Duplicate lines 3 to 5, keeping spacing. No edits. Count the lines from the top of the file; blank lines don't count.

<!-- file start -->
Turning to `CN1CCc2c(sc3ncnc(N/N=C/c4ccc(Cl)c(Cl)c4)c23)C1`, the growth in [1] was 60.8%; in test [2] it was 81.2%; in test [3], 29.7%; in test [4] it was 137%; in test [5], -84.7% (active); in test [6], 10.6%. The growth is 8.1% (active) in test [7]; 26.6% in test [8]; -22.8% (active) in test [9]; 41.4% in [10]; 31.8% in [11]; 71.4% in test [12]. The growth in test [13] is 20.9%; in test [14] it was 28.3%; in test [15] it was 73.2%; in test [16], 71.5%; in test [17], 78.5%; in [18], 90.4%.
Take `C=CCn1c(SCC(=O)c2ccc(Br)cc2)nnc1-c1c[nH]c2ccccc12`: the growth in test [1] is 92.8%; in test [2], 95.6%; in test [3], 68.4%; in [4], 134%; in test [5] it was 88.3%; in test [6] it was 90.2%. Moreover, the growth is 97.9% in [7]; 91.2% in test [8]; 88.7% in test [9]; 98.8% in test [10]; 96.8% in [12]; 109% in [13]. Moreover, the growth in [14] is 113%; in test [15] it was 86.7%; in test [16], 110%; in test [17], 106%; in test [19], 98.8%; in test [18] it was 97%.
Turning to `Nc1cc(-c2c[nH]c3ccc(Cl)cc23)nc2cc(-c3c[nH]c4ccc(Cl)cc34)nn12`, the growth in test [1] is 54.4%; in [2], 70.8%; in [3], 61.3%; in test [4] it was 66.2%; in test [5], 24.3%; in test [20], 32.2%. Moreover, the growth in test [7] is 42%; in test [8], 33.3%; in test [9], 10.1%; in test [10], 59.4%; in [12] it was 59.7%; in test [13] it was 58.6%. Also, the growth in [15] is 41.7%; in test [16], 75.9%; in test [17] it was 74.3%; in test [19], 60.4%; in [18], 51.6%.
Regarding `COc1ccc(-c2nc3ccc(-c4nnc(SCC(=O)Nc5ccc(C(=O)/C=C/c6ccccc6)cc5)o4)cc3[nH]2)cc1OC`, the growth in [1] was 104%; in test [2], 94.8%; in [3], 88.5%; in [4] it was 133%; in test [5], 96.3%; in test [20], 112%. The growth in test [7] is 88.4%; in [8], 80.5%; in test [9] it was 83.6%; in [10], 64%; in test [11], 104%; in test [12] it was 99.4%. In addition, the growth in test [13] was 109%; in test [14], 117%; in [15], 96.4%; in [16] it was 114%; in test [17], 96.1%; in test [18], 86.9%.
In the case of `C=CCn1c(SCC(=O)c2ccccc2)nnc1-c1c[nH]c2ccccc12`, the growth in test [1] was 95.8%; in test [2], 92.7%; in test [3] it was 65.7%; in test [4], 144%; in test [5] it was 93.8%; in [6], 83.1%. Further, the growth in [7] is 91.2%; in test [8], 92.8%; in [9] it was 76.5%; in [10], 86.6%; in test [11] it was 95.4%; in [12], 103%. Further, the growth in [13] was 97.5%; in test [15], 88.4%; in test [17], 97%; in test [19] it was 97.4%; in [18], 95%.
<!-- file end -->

Turning to `Nc1cc(-c2c[nH]c3ccc(Cl)cc23)nc2cc(-c3c[nH]c4ccc(Cl)cc34)nn12`, the growth in test [1] is 54.4%; in [2], 70.8%; in [3], 61.3%; in test [4] it was 66.2%; in test [5], 24.3%; in test [20], 32.2%. Moreover, the growth in test [7] is 42%; in test [8], 33.3%; in test [9], 10.1%; in test [10], 59.4%; in [12] it was 59.7%; in test [13] it was 58.6%. Also, the growth in [15] is 41.7%; in test [16], 75.9%; in test [17] it was 74.3%; in test [19], 60.4%; in [18], 51.6%.
Regarding `COc1ccc(-c2nc3ccc(-c4nnc(SCC(=O)Nc5ccc(C(=O)/C=C/c6ccccc6)cc5)o4)cc3[nH]2)cc1OC`, the growth in [1] was 104%; in test [2], 94.8%; in [3], 88.5%; in [4] it was 133%; in test [5], 96.3%; in test [20], 112%. The growth in test [7] is 88.4%; in [8], 80.5%; in test [9] it was 83.6%; in [10], 64%; in test [11], 104%; in test [12] it was 99.4%. In addition, the growth in test [13] was 109%; in test [14], 117%; in [15], 96.4%; in [16] it was 114%; in test [17], 96.1%; in test [18], 86.9%.
In the case of `C=CCn1c(SCC(=O)c2ccccc2)nnc1-c1c[nH]c2ccccc12`, the growth in test [1] was 95.8%; in test [2], 92.7%; in test [3] it was 65.7%; in test [4], 144%; in test [5] it was 93.8%; in [6], 83.1%. Further, the growth in [7] is 91.2%; in test [8], 92.8%; in [9] it was 76.5%; in [10], 86.6%; in test [11] it was 95.4%; in [12], 103%. Further, the growth in [13] was 97.5%; in test [15], 88.4%; in test [17], 97%; in test [19] it was 97.4%; in [18], 95%.